So why do people trade FOREX instead of futures? Three reasons: leverage, leverage and leverage. Trading FOREX is like playing a video game, can be highly addictive, and some sites offer up to 200:1 leverage. Even with the more common 50:1 or 20:1 leverage, you can still make or lose a lot of money very quickly. The FOREX markets are also open almost around the clock from Sunday evening through Friday, since FOREX is also traded in Tokyo and London, meaning that the "sun never sets " on FOREX trading. And finally, trading currencies is the purest way to play macro trends, since there is no possibility of a company or commodity-specific problem suddenly adversely affecting you, as occasionally happens when trading stocks or futures.

When trading FOREX, you see a live streaming chart of the movements of one currency against another on your computer monitor. There are many different "currency pairs" to choose from, with the two most heavily traded being EUR-USD and USD-JPY (the Euro against the dollar, and the dollar against the yen, respectively). With just a few clicks of the mouse, you can go long or short depending on which way you believe the lead currency of the pair will move against the other.

There are no trading commissions at the vast majority of FOREX dealers, who make their money on the "bid-ask spread" instead. The "bid" is the price that someone who wants to buy a currency pair is willing to pay to get in, and the "ask" is the price that someone who wants to sell a currency pair is willing to pay to get out. The difference between those two prices is the "bid-ask spread." The FOREX dealer acts in a manner very similar to the "house" in a gambling casino, and makes money by buying from another speculator at the ask price, selling to you at the bid price, and pocketing the difference for themselves. This means that when shopping around for a good FOREX dealer, all other factors being equal, the dealer with the tightest spreads is the one to go with, as you will start out each trade a little closer to making a profit than you would with a dealer with larger spreads.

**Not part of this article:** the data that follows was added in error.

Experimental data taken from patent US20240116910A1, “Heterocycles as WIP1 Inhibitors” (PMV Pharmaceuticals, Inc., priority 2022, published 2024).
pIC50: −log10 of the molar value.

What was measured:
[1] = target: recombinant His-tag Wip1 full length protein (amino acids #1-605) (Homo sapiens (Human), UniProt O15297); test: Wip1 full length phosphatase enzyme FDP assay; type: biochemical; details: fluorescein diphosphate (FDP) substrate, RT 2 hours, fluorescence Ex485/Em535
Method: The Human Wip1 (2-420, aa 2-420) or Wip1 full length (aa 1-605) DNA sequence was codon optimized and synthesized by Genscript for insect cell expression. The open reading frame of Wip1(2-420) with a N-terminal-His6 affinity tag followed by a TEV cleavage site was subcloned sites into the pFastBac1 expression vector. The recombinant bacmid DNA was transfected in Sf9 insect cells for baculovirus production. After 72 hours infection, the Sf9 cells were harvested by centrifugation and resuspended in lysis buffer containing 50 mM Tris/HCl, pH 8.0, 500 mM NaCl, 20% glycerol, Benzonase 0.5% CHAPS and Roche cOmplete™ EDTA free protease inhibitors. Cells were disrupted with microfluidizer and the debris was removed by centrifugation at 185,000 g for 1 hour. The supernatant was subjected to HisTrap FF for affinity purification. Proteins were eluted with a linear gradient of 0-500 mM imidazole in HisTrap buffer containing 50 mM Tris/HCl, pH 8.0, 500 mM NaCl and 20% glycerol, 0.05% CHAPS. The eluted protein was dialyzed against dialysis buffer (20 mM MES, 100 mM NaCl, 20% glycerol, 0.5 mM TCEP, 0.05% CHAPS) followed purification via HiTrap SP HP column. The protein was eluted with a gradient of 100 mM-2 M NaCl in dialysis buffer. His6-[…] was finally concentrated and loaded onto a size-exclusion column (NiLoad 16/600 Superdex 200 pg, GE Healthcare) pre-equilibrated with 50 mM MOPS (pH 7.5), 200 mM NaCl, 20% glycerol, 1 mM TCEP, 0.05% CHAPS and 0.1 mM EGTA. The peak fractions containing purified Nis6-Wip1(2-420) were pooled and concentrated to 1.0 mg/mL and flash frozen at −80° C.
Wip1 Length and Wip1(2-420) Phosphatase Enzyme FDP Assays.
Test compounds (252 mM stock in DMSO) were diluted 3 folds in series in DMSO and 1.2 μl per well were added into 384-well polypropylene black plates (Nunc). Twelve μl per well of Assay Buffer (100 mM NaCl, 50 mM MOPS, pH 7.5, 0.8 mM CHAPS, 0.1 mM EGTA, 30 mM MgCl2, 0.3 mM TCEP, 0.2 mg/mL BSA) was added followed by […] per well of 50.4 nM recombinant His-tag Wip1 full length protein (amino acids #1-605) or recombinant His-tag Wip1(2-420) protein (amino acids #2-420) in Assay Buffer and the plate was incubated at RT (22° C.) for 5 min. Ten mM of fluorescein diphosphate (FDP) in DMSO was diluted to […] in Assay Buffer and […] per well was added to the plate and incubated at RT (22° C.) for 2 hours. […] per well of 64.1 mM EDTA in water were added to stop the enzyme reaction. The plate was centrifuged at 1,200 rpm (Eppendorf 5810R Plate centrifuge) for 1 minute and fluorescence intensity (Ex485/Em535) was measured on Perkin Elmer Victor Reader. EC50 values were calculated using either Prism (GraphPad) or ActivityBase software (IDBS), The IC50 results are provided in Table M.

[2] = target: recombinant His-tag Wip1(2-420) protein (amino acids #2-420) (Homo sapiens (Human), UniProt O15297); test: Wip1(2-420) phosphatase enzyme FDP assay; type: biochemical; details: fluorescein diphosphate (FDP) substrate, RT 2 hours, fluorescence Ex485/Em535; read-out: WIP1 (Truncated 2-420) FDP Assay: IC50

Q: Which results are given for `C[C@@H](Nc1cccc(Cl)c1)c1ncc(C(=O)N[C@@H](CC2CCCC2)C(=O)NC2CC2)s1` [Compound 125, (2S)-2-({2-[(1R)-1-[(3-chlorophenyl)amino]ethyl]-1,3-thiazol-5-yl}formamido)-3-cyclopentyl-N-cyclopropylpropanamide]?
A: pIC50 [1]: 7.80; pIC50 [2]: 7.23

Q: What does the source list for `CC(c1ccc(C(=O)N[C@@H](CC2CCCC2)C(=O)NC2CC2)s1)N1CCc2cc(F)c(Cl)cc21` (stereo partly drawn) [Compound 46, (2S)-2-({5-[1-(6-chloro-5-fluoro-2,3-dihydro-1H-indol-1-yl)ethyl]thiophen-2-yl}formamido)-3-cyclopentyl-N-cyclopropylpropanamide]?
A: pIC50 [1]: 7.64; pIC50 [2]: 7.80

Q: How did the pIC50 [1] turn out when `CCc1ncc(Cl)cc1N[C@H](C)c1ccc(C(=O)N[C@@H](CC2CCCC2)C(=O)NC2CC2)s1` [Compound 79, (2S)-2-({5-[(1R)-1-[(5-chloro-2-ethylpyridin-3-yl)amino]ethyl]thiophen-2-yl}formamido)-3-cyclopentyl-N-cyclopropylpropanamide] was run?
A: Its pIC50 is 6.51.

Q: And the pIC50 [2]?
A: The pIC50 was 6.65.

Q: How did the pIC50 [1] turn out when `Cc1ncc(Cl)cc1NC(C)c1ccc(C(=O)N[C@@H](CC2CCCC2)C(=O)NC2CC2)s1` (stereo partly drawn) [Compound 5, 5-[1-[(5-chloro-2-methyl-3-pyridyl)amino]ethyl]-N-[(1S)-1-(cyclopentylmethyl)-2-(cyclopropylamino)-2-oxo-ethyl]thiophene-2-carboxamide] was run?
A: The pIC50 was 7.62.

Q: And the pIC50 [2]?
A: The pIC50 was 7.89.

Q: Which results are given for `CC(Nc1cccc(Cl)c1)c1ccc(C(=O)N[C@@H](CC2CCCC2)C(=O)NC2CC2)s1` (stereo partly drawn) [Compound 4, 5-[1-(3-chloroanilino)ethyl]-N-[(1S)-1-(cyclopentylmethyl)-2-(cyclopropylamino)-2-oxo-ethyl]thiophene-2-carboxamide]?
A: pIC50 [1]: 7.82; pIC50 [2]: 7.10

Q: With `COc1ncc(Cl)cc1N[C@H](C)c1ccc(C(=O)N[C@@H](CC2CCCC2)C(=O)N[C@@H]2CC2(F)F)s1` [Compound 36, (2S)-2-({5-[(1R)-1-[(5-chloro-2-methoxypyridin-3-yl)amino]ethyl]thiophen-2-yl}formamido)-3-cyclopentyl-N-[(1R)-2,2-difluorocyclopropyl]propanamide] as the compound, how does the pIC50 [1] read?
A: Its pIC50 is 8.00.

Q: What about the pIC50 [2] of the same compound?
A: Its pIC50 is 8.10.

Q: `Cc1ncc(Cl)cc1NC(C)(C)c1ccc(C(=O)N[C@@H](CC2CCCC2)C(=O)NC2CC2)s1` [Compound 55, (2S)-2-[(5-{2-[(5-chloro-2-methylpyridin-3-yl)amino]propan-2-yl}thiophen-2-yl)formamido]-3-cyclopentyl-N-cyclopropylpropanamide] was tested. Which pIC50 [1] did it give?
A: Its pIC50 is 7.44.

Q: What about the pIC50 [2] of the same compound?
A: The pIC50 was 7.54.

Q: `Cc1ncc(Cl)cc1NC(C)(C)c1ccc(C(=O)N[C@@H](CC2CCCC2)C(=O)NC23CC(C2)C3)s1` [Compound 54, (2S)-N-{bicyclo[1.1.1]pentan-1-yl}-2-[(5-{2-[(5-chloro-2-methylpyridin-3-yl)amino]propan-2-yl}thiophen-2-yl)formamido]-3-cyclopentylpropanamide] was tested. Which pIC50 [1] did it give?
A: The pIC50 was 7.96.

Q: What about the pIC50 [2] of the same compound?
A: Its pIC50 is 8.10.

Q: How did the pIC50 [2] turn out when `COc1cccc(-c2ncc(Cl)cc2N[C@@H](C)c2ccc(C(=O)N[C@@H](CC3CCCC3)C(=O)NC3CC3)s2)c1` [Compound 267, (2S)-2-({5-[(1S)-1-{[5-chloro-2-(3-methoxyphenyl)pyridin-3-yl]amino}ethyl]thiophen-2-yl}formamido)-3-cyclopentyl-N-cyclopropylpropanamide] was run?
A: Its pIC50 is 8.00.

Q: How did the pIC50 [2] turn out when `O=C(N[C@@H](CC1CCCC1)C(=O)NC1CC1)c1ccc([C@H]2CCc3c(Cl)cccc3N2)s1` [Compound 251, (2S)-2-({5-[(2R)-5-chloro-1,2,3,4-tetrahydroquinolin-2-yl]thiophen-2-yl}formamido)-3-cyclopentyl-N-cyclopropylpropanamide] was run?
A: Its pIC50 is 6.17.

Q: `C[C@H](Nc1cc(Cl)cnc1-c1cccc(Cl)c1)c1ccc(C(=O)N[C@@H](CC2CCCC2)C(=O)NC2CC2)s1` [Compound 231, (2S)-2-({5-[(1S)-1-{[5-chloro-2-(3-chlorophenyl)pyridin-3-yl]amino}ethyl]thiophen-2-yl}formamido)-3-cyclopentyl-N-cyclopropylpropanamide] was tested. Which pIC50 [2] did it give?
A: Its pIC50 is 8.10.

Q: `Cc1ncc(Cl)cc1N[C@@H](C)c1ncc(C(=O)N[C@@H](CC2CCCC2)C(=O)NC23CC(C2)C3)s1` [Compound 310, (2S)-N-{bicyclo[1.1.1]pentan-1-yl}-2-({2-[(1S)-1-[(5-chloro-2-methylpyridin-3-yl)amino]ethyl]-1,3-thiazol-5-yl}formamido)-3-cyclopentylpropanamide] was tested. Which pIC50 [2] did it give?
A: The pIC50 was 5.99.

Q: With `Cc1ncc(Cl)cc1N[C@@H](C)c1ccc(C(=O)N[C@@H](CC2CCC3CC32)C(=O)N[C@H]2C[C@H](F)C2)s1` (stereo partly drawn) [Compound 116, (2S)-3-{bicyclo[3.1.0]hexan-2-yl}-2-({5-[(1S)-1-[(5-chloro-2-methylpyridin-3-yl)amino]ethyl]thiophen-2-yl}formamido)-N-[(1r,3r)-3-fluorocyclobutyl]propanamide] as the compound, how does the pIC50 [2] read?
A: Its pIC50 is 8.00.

A unique aspect of FOREX trading is that since it involves trading one currency against another, each day interest is credited to the accounts of traders who are long a currency that has a higher interest rate than its pair currency, and deducted from the accounts of traders who are short a currency with a higher interest rate than its pair currency. This means that if you chose to go short the USD-TRY (dollar against Turkish lira) currency pair, you would gain 16% or more annual interest if the currencies remained stable against each other, since Turkey has much higher interest rates than in the United States, and conversely, you would have to pay 16% interest for the privilege of going long the USD-TRY currency pair. In fact, many traders trade a basket of currencies against the yen, which has the lowest interest rates in the industrial world, just to capture the interest payments. Of course, if the currencies start moving against each other more than expected, this "carry trade" system can quickly lead to losses due to the change in the exchange rates.